This country has never seen anything close to the support that is currently in place for house prices. The housing market is a key channel – perhaps the key channel – for the transmission of monetary policy, which has now joined forces with fiscal policy. Policy-makers are throwing everything they have at the housing market – and it is working. 

It is working so well that concerns about a potential house-price bubble and the damage that could inflict on the banking sector and the wider economy have been expressed even in the hallowed halls of the Bank of England. Those concerns have not yet been reflected in the stance of monetary policy (and nor will they be in the near future) – but the newly aggrandised Bank now has other tools at its disposal. 

Much has been made of the role of the Financial Policy Committee and its use of macro-prudential policy – restraints on the ability of banks to lend beyond certain key ratios that threaten financial stability. The FPC, we are assured, is keenly aware of the risks in the housing market and will act to mitigate them.

Unfortunately, such action as has so far been undertaken is far too little to make a significant difference. And the evidence from other countries that have implemented macro-prudential policy is salutary: Spain, Ireland and Canada were all early exponents of macro-prudential policy as a means to control the housing market. In Spain and Ireland, it did not work out well, to put it mildly. In Canada, house price and household debt-to-income ratios have grown continuously through the recession and to date, despite macro-prudential policies aimed at restraining them. The housing market correction in Canada is still to come.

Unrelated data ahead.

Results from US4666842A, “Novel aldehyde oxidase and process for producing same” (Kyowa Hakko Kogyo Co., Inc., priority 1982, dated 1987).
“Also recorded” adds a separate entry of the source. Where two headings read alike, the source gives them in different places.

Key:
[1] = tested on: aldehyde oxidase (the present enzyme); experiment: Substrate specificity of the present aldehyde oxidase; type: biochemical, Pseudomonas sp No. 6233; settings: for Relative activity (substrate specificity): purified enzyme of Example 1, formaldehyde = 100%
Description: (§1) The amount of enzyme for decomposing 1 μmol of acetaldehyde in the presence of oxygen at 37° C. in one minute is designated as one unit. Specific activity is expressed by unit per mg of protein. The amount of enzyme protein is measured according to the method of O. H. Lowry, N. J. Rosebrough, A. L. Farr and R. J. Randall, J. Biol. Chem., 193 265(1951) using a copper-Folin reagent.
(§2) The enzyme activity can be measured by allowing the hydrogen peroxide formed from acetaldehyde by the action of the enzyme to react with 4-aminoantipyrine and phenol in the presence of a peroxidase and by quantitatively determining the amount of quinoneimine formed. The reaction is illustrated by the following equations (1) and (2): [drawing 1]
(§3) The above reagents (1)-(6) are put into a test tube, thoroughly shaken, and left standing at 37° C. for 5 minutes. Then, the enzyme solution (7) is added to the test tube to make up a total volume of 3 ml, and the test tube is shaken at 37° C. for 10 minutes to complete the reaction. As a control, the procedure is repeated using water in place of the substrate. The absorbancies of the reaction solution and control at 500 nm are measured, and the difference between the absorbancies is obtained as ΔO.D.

Macro-prudential policy will not put a lid on the demand for housing while rates stay low and Help to Buy remains in place. In a tug of war with monetary and fiscal policy on one side and macro-prudential policy on the other, monetary and fiscal policy will win.

Monetary policy will remain exceptionally supportive into the medium term. Analysis from the Bank of England suggests that just a 200-basis-point increase in mortgage interest rates would drive housing market stress up to the levels it reached just before the biggest financial market crisis of all time.